El Paso’s migrant bus program, which has flooded New York City with thousands of new border arrivals since August, could soon end, an official in the Texas city told The Post.
El Paso Deputy City Manager Mario D’Agostino said the Democrat-led border city may stop busing migrants to the Big Apple in light of the new Biden administration policy that would instead send asylum-seeking Venezuelans back to Mexico if they cross into the US illegally.
“We realize that we won’t need the charters, so at the point, we will start handling it differently,” D’Agostino said.
Migrants from Venezuela have been arriving in El Paso from Mexico in historic numbers, at about 2,100 a day. The migrants — who illegally enter the US, then claim asylum, leading to a lengthy court process — have been making up a vast majority of the immigrants bused to the Big Apple.
At its busing effort’s peak about two weeks ago, El Paso had been sending nine to 14 buses filled with migrants to New York City daily.
But since Biden announced that Venezuelans could be kicked out of the country under the Trump-era Title 42 rules, the bus numbers have dropped to four to eight vehicles daily.
Fewer buses would be welcome news to Big Apple Mayor Eric Adams, a Democrat who declared a “state of emergency” earlier this month as he predicted the migrant influx would cost the city $1 billion by next year.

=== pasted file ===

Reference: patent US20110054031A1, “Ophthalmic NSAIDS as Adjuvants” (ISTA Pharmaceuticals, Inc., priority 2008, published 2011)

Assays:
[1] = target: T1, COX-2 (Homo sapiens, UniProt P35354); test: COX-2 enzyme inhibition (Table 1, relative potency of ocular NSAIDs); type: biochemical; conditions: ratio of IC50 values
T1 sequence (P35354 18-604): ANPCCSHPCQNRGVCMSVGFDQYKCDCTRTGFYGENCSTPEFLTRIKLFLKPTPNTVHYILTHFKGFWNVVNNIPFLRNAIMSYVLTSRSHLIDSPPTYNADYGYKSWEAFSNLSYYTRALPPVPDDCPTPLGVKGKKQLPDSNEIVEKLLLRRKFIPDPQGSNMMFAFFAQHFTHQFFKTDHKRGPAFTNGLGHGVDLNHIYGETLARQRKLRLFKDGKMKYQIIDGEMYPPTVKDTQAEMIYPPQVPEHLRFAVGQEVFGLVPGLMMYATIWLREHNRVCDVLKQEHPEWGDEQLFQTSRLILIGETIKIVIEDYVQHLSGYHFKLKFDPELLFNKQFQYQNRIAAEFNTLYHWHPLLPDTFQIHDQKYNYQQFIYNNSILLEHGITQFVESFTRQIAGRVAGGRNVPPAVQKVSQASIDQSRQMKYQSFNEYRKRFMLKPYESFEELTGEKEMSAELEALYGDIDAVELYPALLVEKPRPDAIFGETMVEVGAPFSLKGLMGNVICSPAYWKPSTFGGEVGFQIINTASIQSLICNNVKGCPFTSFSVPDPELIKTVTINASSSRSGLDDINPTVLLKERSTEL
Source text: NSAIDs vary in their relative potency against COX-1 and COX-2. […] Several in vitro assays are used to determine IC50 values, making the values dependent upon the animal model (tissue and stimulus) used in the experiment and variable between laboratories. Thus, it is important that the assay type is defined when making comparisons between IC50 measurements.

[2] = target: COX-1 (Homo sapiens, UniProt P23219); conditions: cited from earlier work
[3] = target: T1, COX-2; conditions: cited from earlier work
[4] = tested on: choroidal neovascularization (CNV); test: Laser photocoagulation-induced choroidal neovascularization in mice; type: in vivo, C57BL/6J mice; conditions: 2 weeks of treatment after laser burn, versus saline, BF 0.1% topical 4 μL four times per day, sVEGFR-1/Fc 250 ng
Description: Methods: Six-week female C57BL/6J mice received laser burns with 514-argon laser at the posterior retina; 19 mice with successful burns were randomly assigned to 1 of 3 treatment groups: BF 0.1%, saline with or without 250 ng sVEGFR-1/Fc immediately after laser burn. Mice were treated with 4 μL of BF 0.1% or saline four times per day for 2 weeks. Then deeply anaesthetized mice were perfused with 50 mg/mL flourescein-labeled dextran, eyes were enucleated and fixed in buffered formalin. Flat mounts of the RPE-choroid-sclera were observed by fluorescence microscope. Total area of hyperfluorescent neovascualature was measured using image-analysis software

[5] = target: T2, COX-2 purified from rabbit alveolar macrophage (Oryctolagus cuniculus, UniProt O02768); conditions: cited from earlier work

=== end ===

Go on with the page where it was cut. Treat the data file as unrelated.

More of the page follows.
New York City is currently in the midst of controversial plans to build a “tent city” for the migrants on Randall’s Island.
The Post was on the ground in El Paso on Sunday as four charter buses with mostly Venezuelans departed from the city — two bound for New York and two for Chicago, another location El Paso has been sending migrants.
D’Agostino, who is in regular contact with the US Border Patrol and Mexican authorities, said El Paso officials have been told it will take seven to 10 days to see the number of Venezuelans being allowed to stay in the country drop.
Currently, only some immigrants from Venezuela are being expelled to Mexico, and the criteria for who gets sent back and who gets to stay in the US is still unclear.
It’s also unknown how many Venezuelans who are returned to Mexico will try to cross back into the country illegally.
El Paso’s busing program, separate from Texas Gov. Greg Abbott’s efforts, was created in August as a response to the surge of Venezuelans arriving in the border city.
Those without a family member or friend to send the immigrant money to move on were stuck in El Paso and threatened to collapse the homeless shelter system. In September, the city was forced to release immigrants onto the streets to sleep, a nightmare scenario for local leaders.
The number of migrant buses that El Paso might send out of state each day is decided by 8 or 9 the night before, after local leaders look at how many beds they have available in the city’s network of shelters and how many immigrants don’t have money to move on to their final destination cities, D’Agostino explained.
“We will continue the charters, as long as there’s enough demand to fill those charters,” D’Agostina said.
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